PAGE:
Caribou Creek

Caribou Creek (Nederland)

  • It is an off road trail rated at a 2-3 – meaning that most moderate to high clearance stock SUV with a clearance of about 8+” could handle it granted the driver is comfortable taking the risk of off roading.
    • The trail is rated a 2 to 3 (out of 10) mostly for its dirt/mud and water crossings.  This means that the trail can theoretically be done with a rating of 2 (stock SUVs could handle it) but there are ways to make it a 3 (moderate clearance SUVs minimum)
  • 2.7 miles and is a looped trail with a select few pull off spots if people are doing the trail in the opposite direction as you.  When I did the trail, we only saw one other guy going the opposite way as us in a super lifted Ford Bronco, so he was flying down the trail.  We had my 2001 Nissan Pathfinder (8.3″ clearance) and my friend’s 2006 Nissan Xterra War-Machine Edition (about 9.3″ clearance or so).
This artist’s flare on a horse-crossing sign lets you know you are in the right place


Shortly after you begin on the dirt trail, you’ll come across an abandoned old stone house.  There is a small dirt area to park in and explore around.  Pretty neat!

My friend, Smitty, was clearly here at some point!

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Now the trail begins to pick up a bit.  The rocks and whoop-de-doos aren’t really that bad in a stock SUV.  Eventually you’ll begin to reach some water crossings.  The first major one is when you escape the trees for a moment into a large dirt area with giant holes filled with water.  Careful on your first cross through them as some may have rocks or be deeper than you think.  Once you go through once and make sure it is clear, then you can get some speed and crash through the puddles to spray water everywhere!

This was an average-sized pit. There were ones that were certainly deeper and may have risked submerging my air-intake. Not worth it if I can easily cross here!

Now things begin to get a little interesting.  When we went (late June-early July) there was a huge mud pit that proved challenging due to a lack of traction.

The drivers and passengers studying the put to find the best approach through. We did have a tow cable and 2 trucks, so we could pull the other guy out, but we wanted to play it safe if we could.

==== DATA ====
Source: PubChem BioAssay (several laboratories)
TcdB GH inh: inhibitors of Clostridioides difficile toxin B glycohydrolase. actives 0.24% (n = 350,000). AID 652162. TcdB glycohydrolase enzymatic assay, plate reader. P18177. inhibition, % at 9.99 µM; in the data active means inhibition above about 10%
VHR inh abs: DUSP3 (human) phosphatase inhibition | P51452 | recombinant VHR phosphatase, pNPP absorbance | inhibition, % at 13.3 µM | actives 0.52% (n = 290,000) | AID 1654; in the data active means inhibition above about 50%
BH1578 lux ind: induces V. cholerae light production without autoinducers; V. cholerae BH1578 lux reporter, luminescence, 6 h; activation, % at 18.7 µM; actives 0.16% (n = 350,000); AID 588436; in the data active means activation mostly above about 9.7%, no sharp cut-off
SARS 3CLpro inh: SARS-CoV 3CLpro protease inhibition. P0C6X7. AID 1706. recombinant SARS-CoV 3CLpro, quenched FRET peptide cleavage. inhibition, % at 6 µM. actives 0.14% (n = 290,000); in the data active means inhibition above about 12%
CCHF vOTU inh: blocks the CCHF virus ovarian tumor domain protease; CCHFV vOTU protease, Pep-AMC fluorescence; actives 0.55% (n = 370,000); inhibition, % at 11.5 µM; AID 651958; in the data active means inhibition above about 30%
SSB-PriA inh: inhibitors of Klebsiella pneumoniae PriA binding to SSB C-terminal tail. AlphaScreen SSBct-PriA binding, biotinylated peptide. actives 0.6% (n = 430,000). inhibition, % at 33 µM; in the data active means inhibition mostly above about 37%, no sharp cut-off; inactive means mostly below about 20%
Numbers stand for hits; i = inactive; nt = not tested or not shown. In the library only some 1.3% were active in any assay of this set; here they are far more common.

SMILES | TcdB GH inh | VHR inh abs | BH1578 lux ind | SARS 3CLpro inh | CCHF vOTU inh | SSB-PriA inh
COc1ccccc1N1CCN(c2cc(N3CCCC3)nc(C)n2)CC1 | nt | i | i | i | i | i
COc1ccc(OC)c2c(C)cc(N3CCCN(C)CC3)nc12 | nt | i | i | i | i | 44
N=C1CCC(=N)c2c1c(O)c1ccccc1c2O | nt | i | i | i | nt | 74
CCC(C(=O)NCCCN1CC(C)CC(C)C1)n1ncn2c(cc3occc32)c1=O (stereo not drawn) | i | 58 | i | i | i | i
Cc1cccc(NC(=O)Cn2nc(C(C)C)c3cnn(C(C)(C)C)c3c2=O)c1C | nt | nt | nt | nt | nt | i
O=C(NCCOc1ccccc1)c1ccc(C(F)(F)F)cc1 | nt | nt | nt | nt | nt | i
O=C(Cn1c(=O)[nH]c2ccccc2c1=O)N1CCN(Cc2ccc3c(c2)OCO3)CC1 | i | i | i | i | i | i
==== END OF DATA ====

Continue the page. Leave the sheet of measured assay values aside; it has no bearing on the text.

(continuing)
It is the exit right here (with that big jutting lift) that proved the difficult part because it would either hit your differentials or lift one tire out of the pit, giving you even less traction.
My car in the middle of the pit. Surprisingly, I made it on one of my first (if not first attempt). Granted, Ben took a few tries in his Xterra until we figured out the best way to negotiate the pit.
A side view – it was a pretty beastly mud pit!

After that we thought we were in the clear – but we were wrong.  The hardest section is yet to come.  The reason for this is that is was deep whoop-de-doos on a steep hill.  Thus, even with our very powerful Nissan engines, we had to come at the hill with speed and keep the engines revving the entire way up the hill.  It required 4wd low for each of us as you often had one tire a little lifted as you went through a whoop-de-doo.  Ben’s Xterra has more clearance and a more powerful engine (plus better springs) so he only needed a few attempts at the hill before he conquered it.  I, on the other hand, required 10+ attempts before I finally made it up.  Ben was already getting out the tow cable as it was looking bleak that I would conquer this hill.

This is the best picture I have, but it hardly does justice. It is steep, sandy (very little traction as you are revving your engine up a hill) and bumpy. I usually made it about 3/4 up before the final bump would stop me. Once you stop, you have to back all the way down and try again because you won’t have enough momentum. For that reason, this section is VERY easy to bottom out on if you don’t have high-clearance vehicles. So, I would rate this trail at a 3, not a 2-3, because I don’t believe anything lower or less powerful than my Pathfinder would stand a chance. Make sure to have a buddy and tow cable on this trail, or else you will be turning around here (which won’t be an easy feat either, taking that mud pit backwards will prove challenging as well).

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Overall, this was a super fun and quick trail that we did in a couple of cars as a quick getaway from Boulder.  It is challenging, but certainly possible with high clearance SUVs, powerful engine, and experienced drivers who know how to find the best lines.  Have a tow cable/winch with one of the vehicles at least.

A skill I learned here was feathering with the brake (left foot) and gas (right foot) IF you are in an automatic.  This can help you crawl over difficult obstacles (like exiting the mud pit) while keeping your RPMs high for optimal torque.  This proved to be a very effective technique that I have employed since learning it here at Caribou Creek.

A bit of flexing on my back axle.

Would I do this trail again?  Yeah!  It was short enough with plenty of hiking available around and on the trail that I didn’t feel bored just offorading.  It is close to Boulder and Nederland offers lots of other great hiking for after the offroading.


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